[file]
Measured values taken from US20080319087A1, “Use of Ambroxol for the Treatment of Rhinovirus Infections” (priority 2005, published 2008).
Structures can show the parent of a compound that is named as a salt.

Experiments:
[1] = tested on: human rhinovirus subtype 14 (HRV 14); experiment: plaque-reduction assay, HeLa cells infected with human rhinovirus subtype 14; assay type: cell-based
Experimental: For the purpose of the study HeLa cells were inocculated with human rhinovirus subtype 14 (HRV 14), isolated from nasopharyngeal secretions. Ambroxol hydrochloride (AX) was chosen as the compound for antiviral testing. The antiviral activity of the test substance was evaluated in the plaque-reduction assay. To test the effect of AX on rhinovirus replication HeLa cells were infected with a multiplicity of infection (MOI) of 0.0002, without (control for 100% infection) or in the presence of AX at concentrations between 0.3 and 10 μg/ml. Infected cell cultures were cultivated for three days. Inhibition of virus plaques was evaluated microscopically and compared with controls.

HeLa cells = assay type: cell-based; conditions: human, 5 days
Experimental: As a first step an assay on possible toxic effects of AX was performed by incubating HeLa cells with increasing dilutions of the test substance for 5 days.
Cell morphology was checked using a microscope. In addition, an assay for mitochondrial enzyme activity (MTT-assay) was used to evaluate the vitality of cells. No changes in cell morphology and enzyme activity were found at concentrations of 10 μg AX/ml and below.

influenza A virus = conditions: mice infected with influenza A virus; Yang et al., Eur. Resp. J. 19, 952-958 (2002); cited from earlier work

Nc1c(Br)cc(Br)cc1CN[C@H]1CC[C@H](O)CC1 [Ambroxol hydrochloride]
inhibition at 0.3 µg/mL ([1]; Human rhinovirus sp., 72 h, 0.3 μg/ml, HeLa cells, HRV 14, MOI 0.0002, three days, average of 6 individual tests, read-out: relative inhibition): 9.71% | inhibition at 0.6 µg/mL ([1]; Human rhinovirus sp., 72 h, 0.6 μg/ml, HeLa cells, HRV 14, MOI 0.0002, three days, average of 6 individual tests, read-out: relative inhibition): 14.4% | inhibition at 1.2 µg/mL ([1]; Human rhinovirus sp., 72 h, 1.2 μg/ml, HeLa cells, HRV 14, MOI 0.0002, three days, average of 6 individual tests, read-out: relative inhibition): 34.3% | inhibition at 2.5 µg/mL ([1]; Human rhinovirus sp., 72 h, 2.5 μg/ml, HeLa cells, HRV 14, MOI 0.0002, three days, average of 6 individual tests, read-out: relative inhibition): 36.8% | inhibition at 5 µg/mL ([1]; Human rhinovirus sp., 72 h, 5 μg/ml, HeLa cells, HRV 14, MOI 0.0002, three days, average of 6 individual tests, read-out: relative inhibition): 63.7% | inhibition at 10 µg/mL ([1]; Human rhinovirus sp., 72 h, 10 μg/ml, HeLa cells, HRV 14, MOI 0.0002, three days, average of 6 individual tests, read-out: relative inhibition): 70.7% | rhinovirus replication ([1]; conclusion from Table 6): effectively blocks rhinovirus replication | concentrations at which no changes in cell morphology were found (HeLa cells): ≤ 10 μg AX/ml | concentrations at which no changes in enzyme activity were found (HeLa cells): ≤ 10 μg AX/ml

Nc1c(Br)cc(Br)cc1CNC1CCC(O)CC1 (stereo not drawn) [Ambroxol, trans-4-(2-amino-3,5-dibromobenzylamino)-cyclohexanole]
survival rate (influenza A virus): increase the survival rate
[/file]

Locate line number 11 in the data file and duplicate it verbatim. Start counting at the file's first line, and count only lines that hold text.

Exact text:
inhibition at 0.3 µg/mL ([1]; Human rhinovirus sp., 72 h, 0.3 μg/ml, HeLa cells, HRV 14, MOI 0.0002, three days, average of 6 individual tests, read-out: relative inhibition): 9.71% | inhibition at 0.6 µg/mL ([1]; Human rhinovirus sp., 72 h, 0.6 μg/ml, HeLa cells, HRV 14, MOI 0.0002, three days, average of 6 individual tests, read-out: relative inhibition): 14.4% | inhibition at 1.2 µg/mL ([1]; Human rhinovirus sp., 72 h, 1.2 μg/ml, HeLa cells, HRV 14, MOI 0.0002, three days, average of 6 individual tests, read-out: relative inhibition): 34.3% | inhibition at 2.5 µg/mL ([1]; Human rhinovirus sp., 72 h, 2.5 μg/ml, HeLa cells, HRV 14, MOI 0.0002, three days, average of 6 individual tests, read-out: relative inhibition): 36.8% | inhibition at 5 µg/mL ([1]; Human rhinovirus sp., 72 h, 5 μg/ml, HeLa cells, HRV 14, MOI 0.0002, three days, average of 6 individual tests, read-out: relative inhibition): 63.7% | inhibition at 10 µg/mL ([1]; Human rhinovirus sp., 72 h, 10 μg/ml, HeLa cells, HRV 14, MOI 0.0002, three days, average of 6 individual tests, read-out: relative inhibition): 70.7% | rhinovirus replication ([1]; conclusion from Table 6): effectively blocks rhinovirus replication | concentrations at which no changes in cell morphology were found (HeLa cells): ≤ 10 μg AX/ml | concentrations at which no changes in enzyme activity were found (HeLa cells): ≤ 10 μg AX/ml